The Long Foreground: Human Prehistory


About the Module


Author: Richard Lawe-mail: rlaw@wsu.edu
Staff Collaborators: Eric Miraglia and David Scuderi

Developed for the World Civilizations Program in General Education June, 1996; version 2

Abstract:

The Long Foreground: Human Prehistory learning module is intended to supplement the text of GenEd 110 "World Civilizations I" by providing some essential background information about human culture prior to the development of civilized communities. The module is essentially an illustrated narrative with three large sections:

    (1) an overview of human evolution,
    (2) a TIMELINE showing the species life of the main Hominids, and
    (3) an illustration of the physical characteristics of human beings intended to establish a more precise sense of our nature as a species and to stimulate thinking about the role that culture plays in human life.

Intended Users:

This learning module is intended primarily for WSU students--for freshmen as an assignment in World Civilizations I (GenEd 110) and as a self-study reference for freshmen to advanced undergraduate students.

Prerequiste Competencies:

    Freshman standing at WSU
    Entry Assessment:
    Outcome Competencies:
    Exit Assessment:
    Learning Plans:

Learning Objectives for "The Long Foreground: Human Prehistory" Module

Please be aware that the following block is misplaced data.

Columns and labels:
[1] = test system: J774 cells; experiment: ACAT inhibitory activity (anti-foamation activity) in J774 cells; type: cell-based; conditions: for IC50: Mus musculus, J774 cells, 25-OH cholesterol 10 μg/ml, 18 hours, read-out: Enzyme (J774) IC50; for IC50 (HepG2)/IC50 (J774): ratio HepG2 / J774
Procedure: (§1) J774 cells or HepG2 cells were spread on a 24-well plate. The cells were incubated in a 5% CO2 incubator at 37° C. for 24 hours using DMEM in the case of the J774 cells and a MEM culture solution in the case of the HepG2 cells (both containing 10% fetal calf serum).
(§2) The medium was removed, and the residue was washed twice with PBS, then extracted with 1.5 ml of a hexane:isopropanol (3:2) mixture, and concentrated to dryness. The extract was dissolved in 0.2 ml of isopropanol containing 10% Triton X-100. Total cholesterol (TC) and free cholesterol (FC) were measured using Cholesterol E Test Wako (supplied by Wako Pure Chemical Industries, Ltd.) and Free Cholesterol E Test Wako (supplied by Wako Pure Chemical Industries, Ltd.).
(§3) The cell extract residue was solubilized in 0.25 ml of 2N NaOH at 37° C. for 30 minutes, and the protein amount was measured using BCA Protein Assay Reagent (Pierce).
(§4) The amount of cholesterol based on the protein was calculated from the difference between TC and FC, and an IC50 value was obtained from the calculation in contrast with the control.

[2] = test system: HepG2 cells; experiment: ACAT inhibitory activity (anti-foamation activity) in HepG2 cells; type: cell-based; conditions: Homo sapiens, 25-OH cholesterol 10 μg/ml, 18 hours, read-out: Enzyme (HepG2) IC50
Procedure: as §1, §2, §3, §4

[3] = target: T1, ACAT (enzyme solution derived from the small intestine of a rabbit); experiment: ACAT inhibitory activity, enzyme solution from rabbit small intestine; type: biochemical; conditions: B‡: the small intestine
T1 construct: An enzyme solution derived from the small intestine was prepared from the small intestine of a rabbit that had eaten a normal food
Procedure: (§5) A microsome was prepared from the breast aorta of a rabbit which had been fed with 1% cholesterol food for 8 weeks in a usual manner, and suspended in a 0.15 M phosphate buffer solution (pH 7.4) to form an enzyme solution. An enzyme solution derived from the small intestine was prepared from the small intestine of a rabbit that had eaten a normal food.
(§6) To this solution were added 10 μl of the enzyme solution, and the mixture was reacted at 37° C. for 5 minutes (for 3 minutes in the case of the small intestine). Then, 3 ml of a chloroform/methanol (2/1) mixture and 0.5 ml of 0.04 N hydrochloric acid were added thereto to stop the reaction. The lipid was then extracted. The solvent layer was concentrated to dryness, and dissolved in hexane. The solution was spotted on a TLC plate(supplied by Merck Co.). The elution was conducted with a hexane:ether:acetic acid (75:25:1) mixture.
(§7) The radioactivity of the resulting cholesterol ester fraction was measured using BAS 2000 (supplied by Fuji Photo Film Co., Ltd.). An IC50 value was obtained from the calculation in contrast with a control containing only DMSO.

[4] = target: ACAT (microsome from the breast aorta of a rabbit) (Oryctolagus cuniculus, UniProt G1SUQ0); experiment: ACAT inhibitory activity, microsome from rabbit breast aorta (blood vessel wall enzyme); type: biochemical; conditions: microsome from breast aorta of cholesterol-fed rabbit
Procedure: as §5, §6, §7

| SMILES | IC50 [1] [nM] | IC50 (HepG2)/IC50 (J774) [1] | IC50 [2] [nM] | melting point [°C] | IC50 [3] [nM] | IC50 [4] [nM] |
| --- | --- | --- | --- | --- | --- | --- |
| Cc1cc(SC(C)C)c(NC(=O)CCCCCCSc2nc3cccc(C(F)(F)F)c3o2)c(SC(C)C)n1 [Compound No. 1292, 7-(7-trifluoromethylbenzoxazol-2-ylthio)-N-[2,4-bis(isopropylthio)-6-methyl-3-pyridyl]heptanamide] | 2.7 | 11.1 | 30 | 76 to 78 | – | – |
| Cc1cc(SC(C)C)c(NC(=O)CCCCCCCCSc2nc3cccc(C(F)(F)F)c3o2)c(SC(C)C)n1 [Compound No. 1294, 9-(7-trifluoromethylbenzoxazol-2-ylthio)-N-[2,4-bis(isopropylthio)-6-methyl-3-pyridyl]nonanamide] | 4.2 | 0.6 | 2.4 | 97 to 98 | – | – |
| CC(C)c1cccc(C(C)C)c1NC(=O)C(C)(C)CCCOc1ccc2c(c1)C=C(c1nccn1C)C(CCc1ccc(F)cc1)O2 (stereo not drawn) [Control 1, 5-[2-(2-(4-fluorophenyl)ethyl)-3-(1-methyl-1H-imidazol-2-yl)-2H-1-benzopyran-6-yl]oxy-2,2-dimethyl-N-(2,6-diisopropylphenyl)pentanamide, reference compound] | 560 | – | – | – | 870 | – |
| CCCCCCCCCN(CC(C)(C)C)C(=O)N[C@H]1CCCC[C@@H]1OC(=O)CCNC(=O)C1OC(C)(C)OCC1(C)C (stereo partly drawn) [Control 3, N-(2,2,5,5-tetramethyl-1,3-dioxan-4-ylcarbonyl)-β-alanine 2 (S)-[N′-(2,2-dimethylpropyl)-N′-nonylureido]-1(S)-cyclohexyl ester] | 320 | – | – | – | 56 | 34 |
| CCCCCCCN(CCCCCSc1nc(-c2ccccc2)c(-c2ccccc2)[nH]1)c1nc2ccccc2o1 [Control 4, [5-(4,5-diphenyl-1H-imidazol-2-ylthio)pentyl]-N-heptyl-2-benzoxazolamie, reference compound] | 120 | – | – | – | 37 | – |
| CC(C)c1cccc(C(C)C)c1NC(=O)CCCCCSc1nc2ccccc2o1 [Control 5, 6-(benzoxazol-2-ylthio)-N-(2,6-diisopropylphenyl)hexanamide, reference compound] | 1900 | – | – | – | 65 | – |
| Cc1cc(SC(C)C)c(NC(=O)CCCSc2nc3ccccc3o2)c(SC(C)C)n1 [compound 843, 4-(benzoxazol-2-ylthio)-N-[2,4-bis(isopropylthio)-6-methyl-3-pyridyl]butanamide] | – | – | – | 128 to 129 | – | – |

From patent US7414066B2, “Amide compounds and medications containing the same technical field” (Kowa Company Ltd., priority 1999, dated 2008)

After viewing the module, students should

  1. Be familiar with the scholarly discussion on human evolution, including an extensive overview of the evidence.
  2. Understand the basic concept of evolution, including the terms "natural selection" and "variation."
  3. Understand the chronology of human evolution and the relationships in time among the various hominid species.
  4. Be able to identify and discuss some of the unresolved issues in human evolution.
  5. Be able to identify with some precision the definitive physical characteristics of human beings.
  6. Be able to discuss the implications of the slow development of human offspring to human life.
  7. Be able to frame a working definition of "culture" and to describe its emergence in the archeological record of human development.


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